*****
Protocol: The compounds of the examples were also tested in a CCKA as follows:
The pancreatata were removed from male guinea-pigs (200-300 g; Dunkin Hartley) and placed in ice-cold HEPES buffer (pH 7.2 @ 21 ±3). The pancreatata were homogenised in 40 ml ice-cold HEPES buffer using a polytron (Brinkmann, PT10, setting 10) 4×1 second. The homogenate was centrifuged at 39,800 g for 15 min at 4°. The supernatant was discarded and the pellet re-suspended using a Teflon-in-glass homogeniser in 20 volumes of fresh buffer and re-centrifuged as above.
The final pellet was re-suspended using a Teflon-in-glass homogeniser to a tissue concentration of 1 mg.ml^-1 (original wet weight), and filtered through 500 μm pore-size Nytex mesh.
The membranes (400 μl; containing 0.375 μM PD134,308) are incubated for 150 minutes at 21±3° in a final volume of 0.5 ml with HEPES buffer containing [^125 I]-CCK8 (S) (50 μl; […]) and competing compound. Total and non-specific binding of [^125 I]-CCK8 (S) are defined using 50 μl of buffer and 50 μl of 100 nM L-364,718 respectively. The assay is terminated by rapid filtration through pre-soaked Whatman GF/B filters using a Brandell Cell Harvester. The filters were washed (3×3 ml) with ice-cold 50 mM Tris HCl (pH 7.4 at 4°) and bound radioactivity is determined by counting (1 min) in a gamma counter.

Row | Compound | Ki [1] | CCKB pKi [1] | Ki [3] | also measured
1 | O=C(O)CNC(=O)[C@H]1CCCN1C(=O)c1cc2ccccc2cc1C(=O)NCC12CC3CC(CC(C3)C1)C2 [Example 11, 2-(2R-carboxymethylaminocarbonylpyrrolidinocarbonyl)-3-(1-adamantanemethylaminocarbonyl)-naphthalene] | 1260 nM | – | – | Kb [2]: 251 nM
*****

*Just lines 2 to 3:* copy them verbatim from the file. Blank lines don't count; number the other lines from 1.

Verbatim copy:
The pancreatata were removed from male guinea-pigs (200-300 g; Dunkin Hartley) and placed in ice-cold HEPES buffer (pH 7.2 @ 21 ±3). The pancreatata were homogenised in 40 ml ice-cold HEPES buffer using a polytron (Brinkmann, PT10, setting 10) 4×1 second. The homogenate was centrifuged at 39,800 g for 15 min at 4°. The supernatant was discarded and the pellet re-suspended using a Teflon-in-glass homogeniser in 20 volumes of fresh buffer and re-centrifuged as above.
The final pellet was re-suspended using a Teflon-in-glass homogeniser to a tissue concentration of 1 mg.ml^-1 (original wet weight), and filtered through 500 μm pore-size Nytex mesh.